30+ years of paintings, talked about one painting at a time: what went into the paintings, what I was trying to say, what was happening at the time of my life that I made the paintings. The paintings themselves are narrative, and this adds a little more to the story that they tell.
At the age of 90, as my mother gets ready to cross the River Styx, I've had lots of time to think about her and our relationship, the most profound and, to this point, the longest of my life. Like most mothers of those times, she did her best to be a good mother, but without much awareness of herself or of her children(by the age of 8 I had a mouth full of cavities from eating all of the sweets and junk food that were our staples). My mother was angry much of the time, and for good reason: a husband who was mostly absent and two kids who constantly fought with each other. I was alone and lonely, my big brother tormenting me without any adult supervision to keep things from getting out of hand. But I had something that made things okay, and that is that my mother always made sure I had horses in my life. I learned to ride when I was four and by the time I was seven we lived on ten acres with 5 horses to care for. From that time on, I always had a horse that was appropriate to my skill level, until I left home at 16, leaving my old gray quarter horse, Reb, behind. Because of Reb, Red, Rio Grande and Hondo, I could get on bareback and ride for miles in the undeveloped country outside of Santa Fe. My horses were my best friends. In a way, they cared for me. They helped me be whole and gave me what people couldn't. And now, with my mother mostly not of this world, I can only thank her in my heart, and on this page, for what she gave me.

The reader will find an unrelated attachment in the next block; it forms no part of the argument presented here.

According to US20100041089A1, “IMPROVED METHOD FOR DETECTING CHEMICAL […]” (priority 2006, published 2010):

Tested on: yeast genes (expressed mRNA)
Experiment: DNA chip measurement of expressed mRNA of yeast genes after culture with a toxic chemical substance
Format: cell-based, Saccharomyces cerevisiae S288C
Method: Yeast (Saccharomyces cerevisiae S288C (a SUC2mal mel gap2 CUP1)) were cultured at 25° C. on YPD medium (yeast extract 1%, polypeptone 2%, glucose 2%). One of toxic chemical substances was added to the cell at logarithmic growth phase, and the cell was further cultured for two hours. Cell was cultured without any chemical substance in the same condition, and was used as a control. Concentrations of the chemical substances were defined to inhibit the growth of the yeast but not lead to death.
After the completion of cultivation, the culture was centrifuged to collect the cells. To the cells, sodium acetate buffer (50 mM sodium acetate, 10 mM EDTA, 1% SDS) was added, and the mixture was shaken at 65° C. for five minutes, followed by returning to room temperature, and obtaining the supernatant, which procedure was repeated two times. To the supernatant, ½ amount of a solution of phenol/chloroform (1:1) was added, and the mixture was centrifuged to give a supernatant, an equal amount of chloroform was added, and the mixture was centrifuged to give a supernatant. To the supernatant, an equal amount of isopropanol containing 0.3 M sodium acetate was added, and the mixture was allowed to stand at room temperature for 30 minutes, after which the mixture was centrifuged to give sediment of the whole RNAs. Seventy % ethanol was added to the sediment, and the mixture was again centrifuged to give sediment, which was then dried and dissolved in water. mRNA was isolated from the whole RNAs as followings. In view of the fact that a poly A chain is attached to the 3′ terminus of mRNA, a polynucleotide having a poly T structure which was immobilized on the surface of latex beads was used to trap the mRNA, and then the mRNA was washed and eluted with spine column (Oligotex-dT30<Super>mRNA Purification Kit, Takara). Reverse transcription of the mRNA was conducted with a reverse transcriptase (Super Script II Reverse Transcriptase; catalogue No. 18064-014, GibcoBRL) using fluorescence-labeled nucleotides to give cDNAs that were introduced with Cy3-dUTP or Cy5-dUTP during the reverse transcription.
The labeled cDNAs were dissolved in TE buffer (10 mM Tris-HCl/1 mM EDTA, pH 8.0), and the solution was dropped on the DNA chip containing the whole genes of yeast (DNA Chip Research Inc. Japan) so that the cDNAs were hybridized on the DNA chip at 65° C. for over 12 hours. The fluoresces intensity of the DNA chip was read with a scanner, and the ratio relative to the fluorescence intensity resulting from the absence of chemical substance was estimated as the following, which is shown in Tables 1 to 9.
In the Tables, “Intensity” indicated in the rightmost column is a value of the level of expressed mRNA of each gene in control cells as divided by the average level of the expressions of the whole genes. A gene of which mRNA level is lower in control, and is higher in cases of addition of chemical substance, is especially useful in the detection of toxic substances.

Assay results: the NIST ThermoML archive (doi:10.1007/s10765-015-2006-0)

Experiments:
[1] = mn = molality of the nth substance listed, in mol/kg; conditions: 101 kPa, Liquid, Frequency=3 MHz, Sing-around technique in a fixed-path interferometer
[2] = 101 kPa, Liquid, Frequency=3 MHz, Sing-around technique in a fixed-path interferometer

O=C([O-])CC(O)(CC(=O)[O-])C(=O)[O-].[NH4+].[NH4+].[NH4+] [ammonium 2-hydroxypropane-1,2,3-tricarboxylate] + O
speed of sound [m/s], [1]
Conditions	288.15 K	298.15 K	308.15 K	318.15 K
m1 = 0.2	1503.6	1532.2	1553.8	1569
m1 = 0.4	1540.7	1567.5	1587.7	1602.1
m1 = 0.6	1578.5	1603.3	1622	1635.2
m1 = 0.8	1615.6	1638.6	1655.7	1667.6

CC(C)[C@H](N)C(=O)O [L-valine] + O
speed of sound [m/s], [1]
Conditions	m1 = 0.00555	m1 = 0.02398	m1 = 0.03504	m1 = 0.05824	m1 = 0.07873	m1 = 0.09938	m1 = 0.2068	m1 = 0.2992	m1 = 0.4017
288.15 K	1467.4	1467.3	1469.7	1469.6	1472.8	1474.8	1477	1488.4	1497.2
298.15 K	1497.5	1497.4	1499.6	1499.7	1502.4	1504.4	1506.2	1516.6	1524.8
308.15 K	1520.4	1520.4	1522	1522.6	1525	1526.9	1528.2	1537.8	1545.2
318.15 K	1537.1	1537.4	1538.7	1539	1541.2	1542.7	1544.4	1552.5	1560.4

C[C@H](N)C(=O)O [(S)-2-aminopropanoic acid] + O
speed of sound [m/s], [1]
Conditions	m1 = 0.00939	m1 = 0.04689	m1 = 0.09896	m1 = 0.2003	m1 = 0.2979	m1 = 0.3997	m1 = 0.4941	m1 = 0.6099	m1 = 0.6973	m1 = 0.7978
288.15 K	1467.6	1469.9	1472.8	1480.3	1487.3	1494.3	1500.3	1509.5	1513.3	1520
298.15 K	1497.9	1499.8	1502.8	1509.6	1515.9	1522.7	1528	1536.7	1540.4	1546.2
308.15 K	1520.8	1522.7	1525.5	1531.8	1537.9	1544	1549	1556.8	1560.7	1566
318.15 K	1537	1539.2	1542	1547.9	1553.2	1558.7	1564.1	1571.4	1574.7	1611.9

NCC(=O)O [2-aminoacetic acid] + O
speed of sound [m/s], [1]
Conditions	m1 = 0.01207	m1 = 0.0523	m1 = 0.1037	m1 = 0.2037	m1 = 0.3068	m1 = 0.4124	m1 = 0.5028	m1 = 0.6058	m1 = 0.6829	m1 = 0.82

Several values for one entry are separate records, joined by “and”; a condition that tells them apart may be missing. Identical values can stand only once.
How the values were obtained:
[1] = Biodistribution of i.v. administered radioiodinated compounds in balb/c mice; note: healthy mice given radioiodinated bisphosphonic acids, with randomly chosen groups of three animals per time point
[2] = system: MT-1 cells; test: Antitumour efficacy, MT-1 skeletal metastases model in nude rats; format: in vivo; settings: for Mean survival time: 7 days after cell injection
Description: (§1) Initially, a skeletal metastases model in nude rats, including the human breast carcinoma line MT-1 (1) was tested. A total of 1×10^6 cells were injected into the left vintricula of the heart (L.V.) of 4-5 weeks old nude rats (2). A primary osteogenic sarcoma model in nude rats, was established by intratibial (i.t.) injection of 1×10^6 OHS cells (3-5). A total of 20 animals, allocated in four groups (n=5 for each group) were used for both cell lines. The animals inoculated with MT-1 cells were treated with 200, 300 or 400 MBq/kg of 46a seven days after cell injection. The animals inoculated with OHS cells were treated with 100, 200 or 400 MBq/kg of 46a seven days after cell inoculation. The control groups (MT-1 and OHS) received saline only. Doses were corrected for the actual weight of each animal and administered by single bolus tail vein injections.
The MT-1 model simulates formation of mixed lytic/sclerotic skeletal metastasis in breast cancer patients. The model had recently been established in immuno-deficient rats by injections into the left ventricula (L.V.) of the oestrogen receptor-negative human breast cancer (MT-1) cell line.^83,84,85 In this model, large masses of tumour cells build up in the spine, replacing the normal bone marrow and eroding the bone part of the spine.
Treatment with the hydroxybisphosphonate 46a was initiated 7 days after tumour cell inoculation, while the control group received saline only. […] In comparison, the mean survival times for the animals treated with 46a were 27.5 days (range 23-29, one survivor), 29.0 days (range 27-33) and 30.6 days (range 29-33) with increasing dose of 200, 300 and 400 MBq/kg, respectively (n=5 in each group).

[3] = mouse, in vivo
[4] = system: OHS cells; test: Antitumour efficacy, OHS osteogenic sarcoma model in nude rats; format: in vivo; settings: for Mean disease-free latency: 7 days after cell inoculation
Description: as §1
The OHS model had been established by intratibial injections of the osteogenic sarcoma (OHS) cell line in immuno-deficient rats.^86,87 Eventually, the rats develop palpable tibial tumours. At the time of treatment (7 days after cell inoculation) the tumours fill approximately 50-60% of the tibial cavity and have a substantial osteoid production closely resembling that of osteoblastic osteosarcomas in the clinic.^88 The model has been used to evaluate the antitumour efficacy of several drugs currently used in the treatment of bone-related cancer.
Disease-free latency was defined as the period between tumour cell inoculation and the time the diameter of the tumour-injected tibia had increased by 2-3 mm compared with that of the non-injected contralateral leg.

Families are so very very complicated. We all carry, in our DNA, the need to belong, to be loved, and to be part of that very first community--our family. Yet it never seems that simple, and now, as my parents age, and those of most of my friends, and now that we are their care-takers, cracks have begun to appear in the structures of those families. The cracks may have started years ago with a divorce, sibling rivalry, or some kind of bitter separation, but now, as the oldsters fade and need our help managing in a world they can't really deal with, everything shifts. Old wounds re-open, new relationships form, resentments fester. Some children end up being the main caretakers while others have little or nothing to do with their aging parent. One of my friends, lovingly recorded, on facebook the long decline of her mother and father, including curling up in bed with her mother as she lay dying. But that's not the norm. Other friends talk about how angry they are with a certain sibling for the favoritism shown by the parent, even as they lay dying. My own grandmother couldn't remember my mother's name as she declined, but could remember those of her other four children. That had to have been a tough one, although, of course, my mother no longer has a memory of the event.